Thisvisionisalsoknownasthe‘Porterhypothesis’or’doingwellbydoinggood’
(seePorterandvanderLinde,1995andPorterandKramer,2002).Inthesecond
vision,CSRwouldbeequivalenttodelegatedphilanthropy,thefirmbeingachannel
fortheexpressionofcitizenvalues.Underbothvision1and2,profitmaximization
andCSRareconsistent.ThethirdvisioninterpretsCSRasinsider-initiatedcor-
poratephilanthropy,notmotivatedbystakeholders’demandbutratherreflecting
management’sowndesiretoengageinphilanthropy.Inthiscase,profitisthennot
maximized.Here,wefocusonstrategicCSR,thatisonCSRasastrategicdeci-
siondesignedtoimprovefirmperformanceandexaminewhichcombinationsofCSR
practicesmostlikelyincreaseprofitability.
The
theoreticalliterature
onthedeterminantsofstrategicCSRdecisions
focusesonvariousaspectsofafirm’sCSRstrategy.Alargenumberofarticles
considerCSRasaproductdi
!
erentiationstrategy(seeamongothersBaron(2007,
2008),BesleyandGhatak(2007),Gra
!
ZivinandSmall(2005),Becchettietal.
(2005aandb),Manasakisetal.(2007)).Otherapproaches,forinstanceBaron
(2009),BagnoliandWatts(2003)orHeyesandMaxwell(2004),considerCSRas
aprivateprovisionofapublicgoodorasmoraldutytoundertakesocialactivities
andanalyzeinteractionsbetweenfirms,NGOsand/orregulators(inparticularpre-
emptionbehaviors,seeLyonandMaxwell,2004)).FocusingonstrategicCSR,
CespaandCestone(2008)formalizeCSRdecisionasstakeholderprotectionand
managerialentrenchment.
ThesemodelsonthedeterminantsofstrategicCSRadoptionarecompatiblewith
the‘Porterhypothesis’.Eachmodelo
!
ersaveryinsightfulanalysisofaspecific
dimensionofafirm’sCSRstrategyanditsimpactonequilibriumprices,profits
and/orwelfare.However,thedefinitionofCSRpracticesvariesfromonemodelto
another,withoutexplicitlydecomposingCSRstrategiesintomultipledimensions
suchasforinstanceenvironement,humanresourcesandbusinessbehaviors.Our
contributiontothetheoreticalliteratureonthelinksbetweenstrategicCSRand

4

firmperformanceisthustwofold.Ononehand,weproposeamodelwhereCSR
decisionsaremadeover
n
"
2dimensions,whichenrichesexistingapproachesoften
focusingononeparticulardimensionofafirm’sCSRpolicy.ByformalizingCSR
investmentsovermultipledimensionsourmodelmaythereforebeconsideredas
complementarytotheseapproaches.AspointedoutbyBenabouandTirole(2010),
thedi
!
erentdimensionsofCSRneedtobeconsidered,sincefirmscandowellin
somedimensionsandpoorlyonothers.Onanotherhand,thesecondoriginality
ofourmodelistoconsiderexplicitlytheimpactofratingsintheCSRdecision
processandallowanalyzing,withinasimplepartialequilibriummodel,theimpact
ofextra-financialratingsonCSRdecisionsandexpectedprofits.
Thereisaconsiderable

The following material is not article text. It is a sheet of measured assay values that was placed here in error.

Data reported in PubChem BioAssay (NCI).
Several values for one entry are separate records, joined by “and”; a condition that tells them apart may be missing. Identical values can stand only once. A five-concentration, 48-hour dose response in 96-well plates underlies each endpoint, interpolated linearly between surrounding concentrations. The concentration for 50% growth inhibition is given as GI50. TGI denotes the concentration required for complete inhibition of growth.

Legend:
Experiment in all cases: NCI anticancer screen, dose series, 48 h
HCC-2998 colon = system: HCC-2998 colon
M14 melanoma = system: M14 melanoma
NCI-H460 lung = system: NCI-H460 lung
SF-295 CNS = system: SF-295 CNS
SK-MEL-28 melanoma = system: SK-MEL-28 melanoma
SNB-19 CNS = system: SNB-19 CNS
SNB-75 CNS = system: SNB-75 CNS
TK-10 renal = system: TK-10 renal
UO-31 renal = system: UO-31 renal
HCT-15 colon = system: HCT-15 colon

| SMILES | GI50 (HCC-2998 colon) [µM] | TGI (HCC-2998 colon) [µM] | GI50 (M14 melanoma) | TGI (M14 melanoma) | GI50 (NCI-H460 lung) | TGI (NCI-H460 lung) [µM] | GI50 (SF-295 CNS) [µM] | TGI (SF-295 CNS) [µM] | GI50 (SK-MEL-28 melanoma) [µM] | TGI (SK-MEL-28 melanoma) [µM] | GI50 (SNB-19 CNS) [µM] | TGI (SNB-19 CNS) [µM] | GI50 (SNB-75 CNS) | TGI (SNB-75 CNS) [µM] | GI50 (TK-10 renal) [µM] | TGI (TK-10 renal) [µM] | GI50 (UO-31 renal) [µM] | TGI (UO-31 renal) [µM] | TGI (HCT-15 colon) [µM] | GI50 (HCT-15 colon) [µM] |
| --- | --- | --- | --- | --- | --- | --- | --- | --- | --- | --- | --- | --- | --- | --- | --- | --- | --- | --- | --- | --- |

empiricalliterature
ontheimpactofstrategicCSR
decisionsonfirmperformance.However,thereisnoconsensusonthelinkbetween
CSRandfirmperformanceandontheempiricalvalidityofthe‘Porterhypothesis’
(forasurveyseee.g.Baronetal.2008;Margolisetal.2007;Forget,2010).Re-
centresearchpointsatnumerousbiasesandproblemsofpreviouswork(eg:Elsayed
andPaton,2005orMcWilliamsandSiegel,2000)amongwhich:modelmisspecifi-
cation(endogeneity),omittedvariablesinthedeterminantsofprofitability,limited
data(smallsamples,oldperiods),cross-sectionalanalysisinvalidinthepresenceof
significantfirmheterogeneity,problemsofmeasurementofCSR,widediversityof
measuresusedtoassessfinancialperformance.Anotherproblemalsoliesinthedi-
rectionandmechanismsofcausation.Whethercorporatesocialresponsibilitywould
lead(ornot)tosuperiorfirmperformance,orwhetherfinancialperformancewould
ratherbeanecessaryconditionforcorporatesocialresponsibilityisstillamajor
staketobeinvestigated.
Inthispaper,weconsiderthattheabsenceofconsensusonthelinksbetween
corporatesocialresponsibility-andintangibleassetsingeneral-andfirmperfor-
mancesuggeststhatitshouldbeaspecificcombinationoffirmpoliciesthatwould
likelyleadtosuperiorcorporateperformance.Duringthe1990s,thiscomplemen-
taritybetweendi
!
erentmanagerialpracticeshasprovenausefulexplanationof
theSolowparadox,whereby“youcanseethecomputerageeverywherebutinthe
productivitystatistics”(Solow,1987).Indeed,severalresearchershaveshownthat
onlythosefirmsthathaveadoptedbothcomputerizationandcomplementaryin-
novativehumanresourcesmanagementpractices(teamwork,multi-tasking,quality
circles,etc.)didenjoysuperiorperformance(seee.g.IchniowskiandShaw2003;
BoucekkineandCrifo,2008).Byanalogy,theapparentlyambiguouslinkbetween
CSRandfirmperformancecouldpresumablybeexplainedbytakingintoaccount
thecomplementaritybetweenthemulti-dimensionalfacetsofcorporatesocialre-
sponsibility.
OurcontributiontotheempiricalliteratureonthelinksbetweenstrategicCSR
investmentsandfirmperformanceistwofold.Ontheonehand,byexploitingthe
temporaldimensionofourdatabasethroughtheSystemGMM(GeneralizedMethod